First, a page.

Envoy Task Runner

Introduction

Laravel Envoy provides a clean, minimal syntax for defining common tasks you run on your remote servers. Using Blade style syntax, you can easily setup tasks for deployment, Artisan commands, and more. Currently, Envoy only supports the Mac and Linux operating systems.

Installation

First, install Envoy using the Composer global require command:

composer global require laravel/envoy

Since global Composer libraries can sometimes cause package version conflicts, you may wish to consider using cgr, which is a drop-in replacement for the composer global require command. The cgr library's installation instructions can be found on GitHub.

{note} Make sure to place the ~/.composer/vendor/bin directory in your PATH so the envoy executable is found when running the envoy command in your terminal.

Updating Envoy

You may also use Composer to keep your Envoy installation up to date. Issuing the composer global update command will update all of your globally installed Composer packages:

composer global update

Writing Tasks

All of your Envoy tasks should be defined in an Envoy.blade.php file in the root of your project. Here's an example to get you started:

@servers(['web' => ['[email protected]']])

@task('foo', ['on' => 'web'])
    ls -la
@endtask

As you can see, an array of @servers is defined at the top of the file, allowing you to reference these servers in the on option of your task declarations. Within your @task declarations, you should place the Bash code that should run on your server when the task is executed.

You can force a script to run locally by specifying the server's IP address as 127.0.0.1:

@servers(['localhost' => '127.0.0.1'])

Setup

Sometimes, you may need to execute some PHP code before executing your Envoy tasks. You may use the @setup directive to declare variables and do other general PHP work before any of your other tasks are executed:

@setup
    $now = new DateTime();

    $environment = isset($env) ? $env : "testing";
@endsetup

If you need to require other PHP files before your task is executed, you may use the @include directive at the top of your Envoy.blade.php file:

@include('vendor/autoload.php')

@task('foo')
    # ...
@endtask

Variables

If needed, you may pass option values into Envoy tasks using the command line:

envoy run deploy --branch=master

You may access the options in your tasks via Blade's "echo" syntax. Of course, you may also use if statements and loops within your tasks. For example, let's verify the presence of the $branch variable before executing the git pull command:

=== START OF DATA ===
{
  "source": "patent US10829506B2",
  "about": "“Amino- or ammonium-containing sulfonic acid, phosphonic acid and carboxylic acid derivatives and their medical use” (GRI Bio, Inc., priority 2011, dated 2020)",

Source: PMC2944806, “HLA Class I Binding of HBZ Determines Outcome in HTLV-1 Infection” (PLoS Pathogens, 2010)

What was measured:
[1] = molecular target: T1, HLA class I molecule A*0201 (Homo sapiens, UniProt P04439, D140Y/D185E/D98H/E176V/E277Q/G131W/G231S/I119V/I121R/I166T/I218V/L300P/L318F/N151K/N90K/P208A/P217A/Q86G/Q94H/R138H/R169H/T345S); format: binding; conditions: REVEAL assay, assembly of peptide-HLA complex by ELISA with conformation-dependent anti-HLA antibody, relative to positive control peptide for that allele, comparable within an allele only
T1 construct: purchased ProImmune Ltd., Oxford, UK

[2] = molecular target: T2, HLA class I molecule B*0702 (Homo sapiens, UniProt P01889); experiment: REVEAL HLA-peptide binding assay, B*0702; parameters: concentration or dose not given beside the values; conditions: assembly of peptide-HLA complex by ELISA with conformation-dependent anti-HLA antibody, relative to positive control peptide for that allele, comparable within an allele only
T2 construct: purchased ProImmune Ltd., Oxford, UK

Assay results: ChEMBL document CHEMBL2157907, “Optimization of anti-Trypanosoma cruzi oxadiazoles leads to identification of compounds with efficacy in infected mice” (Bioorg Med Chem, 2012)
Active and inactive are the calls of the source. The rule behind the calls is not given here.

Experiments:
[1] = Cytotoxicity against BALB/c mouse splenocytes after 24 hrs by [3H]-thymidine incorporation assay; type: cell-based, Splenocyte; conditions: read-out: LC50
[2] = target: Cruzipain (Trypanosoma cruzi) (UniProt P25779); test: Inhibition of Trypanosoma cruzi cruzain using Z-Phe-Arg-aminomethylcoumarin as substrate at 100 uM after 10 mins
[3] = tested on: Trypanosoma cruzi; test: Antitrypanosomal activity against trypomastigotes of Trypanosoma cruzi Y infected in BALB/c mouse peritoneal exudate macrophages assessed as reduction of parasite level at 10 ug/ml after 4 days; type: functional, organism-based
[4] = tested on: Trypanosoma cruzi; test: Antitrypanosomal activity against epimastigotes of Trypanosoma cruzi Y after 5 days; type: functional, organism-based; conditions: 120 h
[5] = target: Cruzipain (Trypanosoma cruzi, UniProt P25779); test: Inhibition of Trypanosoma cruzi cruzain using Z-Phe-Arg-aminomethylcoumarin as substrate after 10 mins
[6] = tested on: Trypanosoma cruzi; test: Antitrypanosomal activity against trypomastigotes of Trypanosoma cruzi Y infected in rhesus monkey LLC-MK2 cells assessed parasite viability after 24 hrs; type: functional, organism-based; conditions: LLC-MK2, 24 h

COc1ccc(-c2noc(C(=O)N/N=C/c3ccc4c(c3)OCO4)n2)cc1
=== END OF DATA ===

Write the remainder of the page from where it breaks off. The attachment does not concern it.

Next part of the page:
@servers(['web' => '192.168.1.1'])

@task('deploy', ['on' => 'web'])
    cd site

    @if ($branch)
        git pull origin {{ $branch }}
    @endif

    php artisan migrate
@endtask

Stories

Stories group a set of tasks under a single, convenient name, allowing you to group small, focused tasks into large tasks. For instance, a deploy story may run the git and composer tasks by listing the task names within its definition:

@servers(['web' => '192.168.1.1'])

@story('deploy')
    git
    composer
@endstory

@task('git')
    git pull origin master
@endtask

@task('composer')
    composer install
@endtask

Once the story has been written, you may run it just like a typical task:

envoy run deploy

Multiple Servers

Envoy allows you to easily run a task across multiple servers. First, add additional servers to your @servers declaration. Each server should be assigned a unique name. Once you have defined your additional servers, list each of the servers in the task's on array:

@servers(['web-1' => '192.168.1.1', 'web-2' => '192.168.1.2'])

@task('deploy', ['on' => ['web-1', 'web-2']])
    cd site
    git pull origin {{ $branch }}
    php artisan migrate
@endtask

Parallel Execution

By default, tasks will be executed on each server serially. In other words, a task will finish running on the first server before proceeding to execute on the second server. If you would like to run a task across multiple servers in parallel, add the parallel option to your task declaration:

@servers(['web-1' => '192.168.1.1', 'web-2' => '192.168.1.2'])

@task('deploy', ['on' => ['web-1', 'web-2'], 'parallel' => true])
    cd site
    git pull origin {{ $branch }}
    php artisan migrate
@endtask

Running Tasks

To run a task or story that is defined in your Envoy.blade.php file, execute Envoy's run command, passing the name of the task or story you would like to execute. Envoy will run the task and display the output from the servers as the task is running:

envoy run task

Confirming Task Execution

If you would like to be prompted for confirmation before running a given task on your servers, you should add the confirm directive to your task declaration. This option is particularly useful for destructive operations:

@task('deploy', ['on' => 'web', 'confirm' => true])
    cd site
    git pull origin {{ $branch }}
    php artisan migrate
@endtask

Notifications

Slack

Envoy also supports sending notifications to Slack after each task is executed. The @slack directive accepts a Slack hook URL and a channel name. You may retrieve your webhook URL by creating an "Incoming WebHooks" integration in your Slack control panel. You should pass the entire webhook URL into the @slack directive:

@finished
    @slack('webhook-url', '#bots')
@endfinished

You may provide one of the following as the channel argument:

  • To send the notification to a channel: #channel
  • To send the notification to a user: @user